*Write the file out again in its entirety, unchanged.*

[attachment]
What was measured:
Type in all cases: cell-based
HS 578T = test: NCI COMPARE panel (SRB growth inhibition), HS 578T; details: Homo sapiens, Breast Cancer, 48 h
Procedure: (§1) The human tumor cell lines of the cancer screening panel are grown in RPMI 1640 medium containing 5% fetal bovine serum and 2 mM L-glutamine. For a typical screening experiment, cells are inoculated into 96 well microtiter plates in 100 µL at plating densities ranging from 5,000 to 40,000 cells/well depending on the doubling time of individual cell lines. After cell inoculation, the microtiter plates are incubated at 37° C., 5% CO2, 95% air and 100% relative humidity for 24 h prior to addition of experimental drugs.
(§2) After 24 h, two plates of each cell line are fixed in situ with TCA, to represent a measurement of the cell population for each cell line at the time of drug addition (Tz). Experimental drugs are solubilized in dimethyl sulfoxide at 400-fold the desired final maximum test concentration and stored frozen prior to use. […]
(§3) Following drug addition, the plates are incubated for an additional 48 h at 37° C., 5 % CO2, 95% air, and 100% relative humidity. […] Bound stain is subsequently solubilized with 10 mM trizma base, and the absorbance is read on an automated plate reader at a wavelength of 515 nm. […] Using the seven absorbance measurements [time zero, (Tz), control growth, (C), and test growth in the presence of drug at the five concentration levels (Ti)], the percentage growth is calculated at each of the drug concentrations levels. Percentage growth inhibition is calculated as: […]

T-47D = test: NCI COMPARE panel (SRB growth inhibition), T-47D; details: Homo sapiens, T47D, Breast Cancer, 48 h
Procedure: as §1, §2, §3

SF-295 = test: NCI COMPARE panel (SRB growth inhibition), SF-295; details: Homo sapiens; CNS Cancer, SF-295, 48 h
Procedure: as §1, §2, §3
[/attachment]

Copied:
What was measured:
Type in all cases: cell-based
HS 578T = test: NCI COMPARE panel (SRB growth inhibition), HS 578T; details: Homo sapiens, Breast Cancer, 48 h
Procedure: (§1) The human tumor cell lines of the cancer screening panel are grown in RPMI 1640 medium containing 5% fetal bovine serum and 2 mM L-glutamine. For a typical screening experiment, cells are inoculated into 96 well microtiter plates in 100 µL at plating densities ranging from 5,000 to 40,000 cells/well depending on the doubling time of individual cell lines. After cell inoculation, the microtiter plates are incubated at 37° C., 5% CO2, 95% air and 100% relative humidity for 24 h prior to addition of experimental drugs.
(§2) After 24 h, two plates of each cell line are fixed in situ with TCA, to represent a measurement of the cell population for each cell line at the time of drug addition (Tz). Experimental drugs are solubilized in dimethyl sulfoxide at 400-fold the desired final maximum test concentration and stored frozen prior to use. […]
(§3) Following drug addition, the plates are incubated for an additional 48 h at 37° C., 5 % CO2, 95% air, and 100% relative humidity. […] Bound stain is subsequently solubilized with 10 mM trizma base, and the absorbance is read on an automated plate reader at a wavelength of 515 nm. […] Using the seven absorbance measurements [time zero, (Tz), control growth, (C), and test growth in the presence of drug at the five concentration levels (Ti)], the percentage growth is calculated at each of the drug concentrations levels. Percentage growth inhibition is calculated as: […]

T-47D = test: NCI COMPARE panel (SRB growth inhibition), T-47D; details: Homo sapiens, T47D, Breast Cancer, 48 h
Procedure: as §1, §2, §3

SF-295 = test: NCI COMPARE panel (SRB growth inhibition), SF-295; details: Homo sapiens; CNS Cancer, SF-295, 48 h
Procedure: as §1, §2, §3